Whirlwind (Excerpt)

“So there I was, sitting at the poolside, roped up and bleeding. I was shaking with a feverish violence that seemed to come from a scorching hot place, deep in my chest. Right then, I knew what I was going to do. The little voice of reason that lives in the back of my mind was desperately wondering where Grace was.”

The Absence of Hope

“The stars were punch-outs in the blackness above her, sometimes it hurt to think about space. She could think herself out of the earth, through the blue ring of atmosphere and even further beyond, looking down. If she willed it, it was possible for her to imagine herself growing more distant, shrinking, fading into… what?”

Heart Flames

“The cold, dry air blew through the forest. The trees swayed from side to side, occasionally dropping twigs or leaves on the hastily built campsite. The concoction of the sounds from the day quietly dissolved into the thin, night air. The only noise in the whole forest was the sound of the fire crackling and the wrinkling of the piece of paper I clutched tightly in my hand.”

Schoolwork Aiding Websites: Innocent Aid or Devious Cheating?

“The establishment of a border that clearly demarcates where your hand ends and your phone begins may seem easy at first. As technology worms it’s way further into our lives, however, the hand and the phone fuse, and the weight of humanity becomes more and more reliant on the crutch sweetly proffered by our mechanical aides.”

World Sweeps Coal into Dustbin of History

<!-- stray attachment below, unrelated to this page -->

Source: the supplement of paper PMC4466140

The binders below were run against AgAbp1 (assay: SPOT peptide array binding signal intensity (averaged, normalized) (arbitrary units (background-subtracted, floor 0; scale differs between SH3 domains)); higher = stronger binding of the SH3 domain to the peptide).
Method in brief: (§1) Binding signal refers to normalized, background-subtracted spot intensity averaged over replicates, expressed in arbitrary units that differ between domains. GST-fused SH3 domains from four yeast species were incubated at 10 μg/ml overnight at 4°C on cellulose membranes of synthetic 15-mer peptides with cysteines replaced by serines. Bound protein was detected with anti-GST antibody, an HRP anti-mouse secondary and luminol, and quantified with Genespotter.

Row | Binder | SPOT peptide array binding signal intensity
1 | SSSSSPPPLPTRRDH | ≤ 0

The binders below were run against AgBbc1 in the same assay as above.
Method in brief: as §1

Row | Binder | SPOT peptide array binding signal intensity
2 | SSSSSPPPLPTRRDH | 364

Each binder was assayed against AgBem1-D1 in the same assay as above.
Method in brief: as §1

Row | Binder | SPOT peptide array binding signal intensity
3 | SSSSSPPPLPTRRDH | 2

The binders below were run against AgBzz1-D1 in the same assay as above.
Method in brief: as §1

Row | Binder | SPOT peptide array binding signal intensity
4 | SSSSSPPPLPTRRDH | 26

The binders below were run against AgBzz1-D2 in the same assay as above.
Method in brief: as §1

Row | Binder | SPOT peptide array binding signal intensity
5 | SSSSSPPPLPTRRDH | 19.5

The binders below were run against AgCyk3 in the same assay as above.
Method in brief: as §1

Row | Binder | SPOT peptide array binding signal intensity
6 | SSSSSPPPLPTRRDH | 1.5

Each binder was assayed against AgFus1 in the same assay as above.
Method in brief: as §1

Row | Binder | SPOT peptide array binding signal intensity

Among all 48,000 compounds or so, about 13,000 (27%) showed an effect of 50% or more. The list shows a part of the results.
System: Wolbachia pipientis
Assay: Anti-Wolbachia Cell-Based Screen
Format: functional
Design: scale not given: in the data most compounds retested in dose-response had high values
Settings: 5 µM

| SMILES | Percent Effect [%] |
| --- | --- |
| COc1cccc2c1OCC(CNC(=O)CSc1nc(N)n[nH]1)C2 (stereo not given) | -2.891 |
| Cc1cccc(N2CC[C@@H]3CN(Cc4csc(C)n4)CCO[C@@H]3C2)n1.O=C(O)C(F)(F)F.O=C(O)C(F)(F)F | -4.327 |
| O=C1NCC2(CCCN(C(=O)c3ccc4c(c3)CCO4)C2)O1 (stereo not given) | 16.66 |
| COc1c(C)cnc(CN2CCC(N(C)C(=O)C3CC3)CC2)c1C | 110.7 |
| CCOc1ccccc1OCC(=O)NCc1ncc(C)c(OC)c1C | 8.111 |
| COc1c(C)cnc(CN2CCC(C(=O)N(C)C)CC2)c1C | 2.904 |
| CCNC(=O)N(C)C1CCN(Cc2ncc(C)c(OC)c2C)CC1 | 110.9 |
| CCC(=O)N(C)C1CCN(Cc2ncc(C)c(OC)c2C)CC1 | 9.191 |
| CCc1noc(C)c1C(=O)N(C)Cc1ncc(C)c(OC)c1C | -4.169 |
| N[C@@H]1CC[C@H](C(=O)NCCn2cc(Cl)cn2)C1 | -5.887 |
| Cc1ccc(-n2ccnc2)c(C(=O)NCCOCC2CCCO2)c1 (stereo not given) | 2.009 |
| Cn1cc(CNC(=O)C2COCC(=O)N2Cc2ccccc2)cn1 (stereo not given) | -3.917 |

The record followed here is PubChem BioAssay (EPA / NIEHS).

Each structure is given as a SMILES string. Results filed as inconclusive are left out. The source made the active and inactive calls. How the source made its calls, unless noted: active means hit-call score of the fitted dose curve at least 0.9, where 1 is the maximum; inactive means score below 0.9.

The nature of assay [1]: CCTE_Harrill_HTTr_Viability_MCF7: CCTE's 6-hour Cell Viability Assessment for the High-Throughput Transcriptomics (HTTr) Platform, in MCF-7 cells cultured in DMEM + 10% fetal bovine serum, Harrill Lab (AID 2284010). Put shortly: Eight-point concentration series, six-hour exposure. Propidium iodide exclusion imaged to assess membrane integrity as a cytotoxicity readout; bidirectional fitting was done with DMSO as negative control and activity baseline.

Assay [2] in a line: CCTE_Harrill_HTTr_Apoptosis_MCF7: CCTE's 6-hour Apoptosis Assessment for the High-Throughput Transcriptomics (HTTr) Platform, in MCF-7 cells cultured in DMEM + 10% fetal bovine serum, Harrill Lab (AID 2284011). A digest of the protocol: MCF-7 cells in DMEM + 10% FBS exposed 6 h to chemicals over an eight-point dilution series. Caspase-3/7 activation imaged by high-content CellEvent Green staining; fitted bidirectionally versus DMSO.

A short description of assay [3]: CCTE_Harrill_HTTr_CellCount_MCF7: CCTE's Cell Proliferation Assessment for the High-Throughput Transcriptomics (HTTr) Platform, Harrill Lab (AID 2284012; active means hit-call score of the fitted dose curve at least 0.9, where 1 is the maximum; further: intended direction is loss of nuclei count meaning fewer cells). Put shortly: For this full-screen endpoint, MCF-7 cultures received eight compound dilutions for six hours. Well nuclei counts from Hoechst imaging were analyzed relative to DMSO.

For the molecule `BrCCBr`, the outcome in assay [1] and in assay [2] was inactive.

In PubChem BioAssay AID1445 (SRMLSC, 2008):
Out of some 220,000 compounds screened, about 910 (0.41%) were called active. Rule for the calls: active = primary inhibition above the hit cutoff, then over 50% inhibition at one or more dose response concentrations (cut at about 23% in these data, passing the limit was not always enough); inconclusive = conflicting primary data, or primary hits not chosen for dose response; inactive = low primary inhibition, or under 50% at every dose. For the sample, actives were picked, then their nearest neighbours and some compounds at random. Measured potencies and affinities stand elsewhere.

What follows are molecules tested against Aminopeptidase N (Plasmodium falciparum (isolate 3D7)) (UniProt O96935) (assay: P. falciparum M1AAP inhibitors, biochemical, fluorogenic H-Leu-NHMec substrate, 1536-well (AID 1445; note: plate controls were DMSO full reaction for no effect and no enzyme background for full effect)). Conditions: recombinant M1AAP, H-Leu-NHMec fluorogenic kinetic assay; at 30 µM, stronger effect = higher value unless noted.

“It’s a humid day, reminiscent of so many others in Bangladesh, as Aarashi hops on the truck that will take him to the coal mine where he has toiled in obscurity most of his adult life. He enters the claustrophobic tunnel, like he has nearly every morning for twenty-six years, and is instantly swallowed by darkness.”

Soul-carved (Excerpt)

“‘If any one of you ladies stole my gods-damn peppermints, I’m going to give your spellbooks to the gods-damn witch hunters!’ The tired voice of Tallulah Hemmings — the strangest young witch in all of everywhere, as her biased mentor put it — rang out across the deck of what looked to be an oddly shaped pirate ship, tumbling its way across the waves with an eccentric grace.”

Cotton Candy Skies

“Reach up, up, to the cotton candy skies. To the heavens of pink, of white, and of gray, to the spun-sugar taste of a spring’s lovely day. The fire’s smoke twists into skeins of dark air, but the blue sky’s cobwebs knot into pale hair. Sunlight and moonlight and light of all hues, quiet in violet and in all types of blues.”


“Since the beginning of recorded history, humankind has maintained a strong fascination with its own demise. From its eschatological roots to the nuclear age and beyond, apocalyptic thought has permeated mass culture. However, the thematics of apocalyptic thought and therefore of its representation in culture have shifted, although certain consistencies have survived.”